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  • Writer's pictureNed Patton

Composites in Implantable Medicine

This second post in my composites in medicine series, I’m going to I intend to provide some insights in to the tremendous amount of work, both in research and clinically, using composite materials for medical implants. Some of these composites are biomaterials themselves so compatibility with human tissue can be quite good.

As it turns out, a lot of the research and application of composite materials to medical implants has moved from the traditional bone implants – hips, knees, shoulder joints, etc. – toward more soft tissue support. If you take a look at the the pic above and the one to the right, those are implantable composite devices specifically engineered to be soft tissue scaffold materials that a surgeon can use to close a wound, bridge across an open gap, and a number of other things to hold the patient together while the wound is healing. Consequently, quite a bit of work has gone in to surface modifications of these textile composites to make them so that the body not only does not reject them, but in some instances can use them and build on them. In fact, some of these devices are coated with a rich nitric oxide layer that promotes healing and bonding of the tissue to the implant.

The pic to the left here is one that I thought I should add to this, primarily because it is an artists rendering of an actual device – a graphene based implantable, replaceable trachea. The company that makes this device also makes several other customizable implants, from heart bypass grafts to tear ducts, ears, noses, etc. using a graphene scaffold. Graphene is the strongest two dimensional material known to man, and since it is a sheet of pure carbon, it is very flexible yet extremely strong.

However, in very small amounts, graphene can be either toxic or deadly to humans. The coal miner’s plague – black lung – is primarily small graphene particulate from the coal dust that gets into the miner’s lungs and starts killing lung cells. And, graphene by itself has been shown to be toxic to humans if ingested. But, if it is turned into a composite material by coating the graphene sheet with a biocompatible plastic, the body will not only accept it, but if it is done right the body can actually use the plastic and the graphene. So, given the right surface treatment, graphene scaffolding can be made to be completely biodegradable within the body.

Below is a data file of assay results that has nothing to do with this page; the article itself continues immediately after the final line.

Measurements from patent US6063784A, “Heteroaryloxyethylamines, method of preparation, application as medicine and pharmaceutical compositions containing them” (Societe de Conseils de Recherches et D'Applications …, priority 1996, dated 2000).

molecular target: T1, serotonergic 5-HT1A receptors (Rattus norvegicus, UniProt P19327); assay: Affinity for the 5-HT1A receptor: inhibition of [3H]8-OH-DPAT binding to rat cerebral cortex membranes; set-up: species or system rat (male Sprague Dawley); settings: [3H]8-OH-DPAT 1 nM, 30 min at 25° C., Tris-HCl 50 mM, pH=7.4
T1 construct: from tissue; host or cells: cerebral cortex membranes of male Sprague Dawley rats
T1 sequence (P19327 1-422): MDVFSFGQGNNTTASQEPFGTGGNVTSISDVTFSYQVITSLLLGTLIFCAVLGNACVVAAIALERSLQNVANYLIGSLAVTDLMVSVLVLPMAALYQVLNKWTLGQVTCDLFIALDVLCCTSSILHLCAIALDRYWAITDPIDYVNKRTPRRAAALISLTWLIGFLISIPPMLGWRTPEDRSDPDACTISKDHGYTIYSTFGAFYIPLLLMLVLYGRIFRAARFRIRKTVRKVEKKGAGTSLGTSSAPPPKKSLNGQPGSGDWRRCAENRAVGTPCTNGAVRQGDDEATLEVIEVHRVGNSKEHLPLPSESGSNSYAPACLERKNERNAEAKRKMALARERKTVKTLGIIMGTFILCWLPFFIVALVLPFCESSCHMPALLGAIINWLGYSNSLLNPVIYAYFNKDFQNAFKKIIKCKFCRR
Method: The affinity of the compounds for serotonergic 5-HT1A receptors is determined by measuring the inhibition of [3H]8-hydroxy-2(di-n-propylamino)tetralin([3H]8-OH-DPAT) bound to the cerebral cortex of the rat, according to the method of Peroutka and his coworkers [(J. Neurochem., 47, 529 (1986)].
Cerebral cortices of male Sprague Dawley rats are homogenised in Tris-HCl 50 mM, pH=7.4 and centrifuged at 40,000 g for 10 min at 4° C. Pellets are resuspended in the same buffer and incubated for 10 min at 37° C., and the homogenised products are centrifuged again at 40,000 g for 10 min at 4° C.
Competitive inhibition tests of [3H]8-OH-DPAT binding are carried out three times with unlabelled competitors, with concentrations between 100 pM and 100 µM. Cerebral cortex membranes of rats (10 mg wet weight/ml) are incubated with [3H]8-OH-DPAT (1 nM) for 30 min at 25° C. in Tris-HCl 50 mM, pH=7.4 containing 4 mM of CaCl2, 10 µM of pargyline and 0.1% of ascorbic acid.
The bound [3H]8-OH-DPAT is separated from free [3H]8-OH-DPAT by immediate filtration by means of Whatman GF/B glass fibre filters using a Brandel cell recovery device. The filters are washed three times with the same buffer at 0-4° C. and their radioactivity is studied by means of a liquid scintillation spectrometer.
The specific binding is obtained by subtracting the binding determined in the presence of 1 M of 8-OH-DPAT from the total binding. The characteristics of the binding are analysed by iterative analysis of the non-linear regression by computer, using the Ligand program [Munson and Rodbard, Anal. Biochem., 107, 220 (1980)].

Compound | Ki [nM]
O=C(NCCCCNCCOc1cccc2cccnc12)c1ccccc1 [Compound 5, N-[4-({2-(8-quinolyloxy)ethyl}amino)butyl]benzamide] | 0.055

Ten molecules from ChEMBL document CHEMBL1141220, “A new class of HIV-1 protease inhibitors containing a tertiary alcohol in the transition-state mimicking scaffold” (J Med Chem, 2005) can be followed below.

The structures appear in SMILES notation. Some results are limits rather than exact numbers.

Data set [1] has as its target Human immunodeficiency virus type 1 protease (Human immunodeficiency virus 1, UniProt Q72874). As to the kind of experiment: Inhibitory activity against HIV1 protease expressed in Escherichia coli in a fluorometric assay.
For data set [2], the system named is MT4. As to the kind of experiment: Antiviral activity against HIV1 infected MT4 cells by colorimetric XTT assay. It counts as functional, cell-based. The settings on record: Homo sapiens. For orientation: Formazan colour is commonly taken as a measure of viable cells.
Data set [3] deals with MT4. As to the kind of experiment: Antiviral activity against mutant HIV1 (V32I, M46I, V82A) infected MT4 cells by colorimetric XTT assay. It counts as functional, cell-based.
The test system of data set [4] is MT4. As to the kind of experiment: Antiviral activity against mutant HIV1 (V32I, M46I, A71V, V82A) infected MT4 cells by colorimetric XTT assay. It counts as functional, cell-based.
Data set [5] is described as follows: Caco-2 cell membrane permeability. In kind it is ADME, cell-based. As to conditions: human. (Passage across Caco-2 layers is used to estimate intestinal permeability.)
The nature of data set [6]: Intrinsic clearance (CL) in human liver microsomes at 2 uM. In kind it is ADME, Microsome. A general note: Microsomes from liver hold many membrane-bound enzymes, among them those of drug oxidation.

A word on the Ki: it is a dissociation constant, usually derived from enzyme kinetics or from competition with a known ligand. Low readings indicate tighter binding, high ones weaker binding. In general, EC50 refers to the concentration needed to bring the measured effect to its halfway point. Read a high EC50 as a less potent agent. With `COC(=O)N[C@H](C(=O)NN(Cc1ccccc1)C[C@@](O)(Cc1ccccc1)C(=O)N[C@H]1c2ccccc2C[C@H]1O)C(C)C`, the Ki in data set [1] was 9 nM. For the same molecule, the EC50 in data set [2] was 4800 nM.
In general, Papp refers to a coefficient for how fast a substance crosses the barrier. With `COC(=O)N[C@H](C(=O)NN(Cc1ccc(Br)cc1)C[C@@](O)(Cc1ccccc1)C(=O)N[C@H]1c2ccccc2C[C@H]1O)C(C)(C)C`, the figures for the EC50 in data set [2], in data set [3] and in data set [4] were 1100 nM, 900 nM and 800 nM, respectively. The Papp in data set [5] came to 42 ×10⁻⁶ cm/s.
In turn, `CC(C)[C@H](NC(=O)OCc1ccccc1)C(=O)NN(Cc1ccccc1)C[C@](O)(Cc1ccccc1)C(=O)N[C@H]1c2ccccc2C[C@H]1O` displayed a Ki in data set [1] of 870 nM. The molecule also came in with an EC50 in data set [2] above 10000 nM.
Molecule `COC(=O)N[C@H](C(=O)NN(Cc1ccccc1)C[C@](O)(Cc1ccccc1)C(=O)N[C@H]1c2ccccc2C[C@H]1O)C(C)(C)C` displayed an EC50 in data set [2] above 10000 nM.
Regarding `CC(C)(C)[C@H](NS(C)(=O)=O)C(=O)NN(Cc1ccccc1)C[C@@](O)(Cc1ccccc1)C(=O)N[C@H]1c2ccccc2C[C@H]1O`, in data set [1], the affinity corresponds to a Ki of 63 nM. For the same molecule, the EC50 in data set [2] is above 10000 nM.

In the pic to the right, I show some micrographs of another biocompatible composite material, only this time the reinforcement rather than being glass or carbon or graphene, is a ceramic. These pics are of a bioplastic reinforced with calcium citrate for use in orthopedic medicine. These materials are starting to overtake the traditional metal (mostly titanium) inserts for hip and knee joints for a number of reasons. First, the stiffness and strength of these materials more closely matches the native bone. This is especially true when the implant has some hollow pockets like you see in the lower picture to the right. This structure is a good mimic of cancellous bone – the porous sponge like structure that makes up the interior of your bones and makes them light weight. Metals are extremely difficult to make into these spongy structures, whereas by using porous plastics reinforced with calcium citrate crystals researchers have been able to make a pretty good match to natural bone.

Another very clear benefit to these materials is that they have a similar x-ray and ultrasonic density as natural bone, so when these patients come in after their implant has been in for long enough that the bone has healed a bit around the implant, the surgeon can see how well the bone healing is coming, because the implant is about the same brightness on an x-ray as the bone is. With a metal implant, the metal in the image is so bright that it has a tendency to wash out the fine detail of the bone at the interface between bone and implant.

Finally, what does a neurosurgeon do when they have to take away a large part of someone’s skull, or if that skull bone is damaged so much that it needs to be replaced with something. That something is increasingly a composite material. There are bio-based glass fiber reinforced plastics that can be molded into very complex shapes and that will not be rejected by the body when implanted. Facial reconstruction happens this way as well, where the surgeon can implant a custom made piece of this material that not only matches the bone but that the bone will knit with quite well.

Implantable medical devices have come quite a long way in the last 10 to 15 years, and composite materials have enabled most of the progress in this very important field of medicine. There are literally thousands of people walking around with these implants in them, living quite ordinary lives because of these advancements in medical technology.


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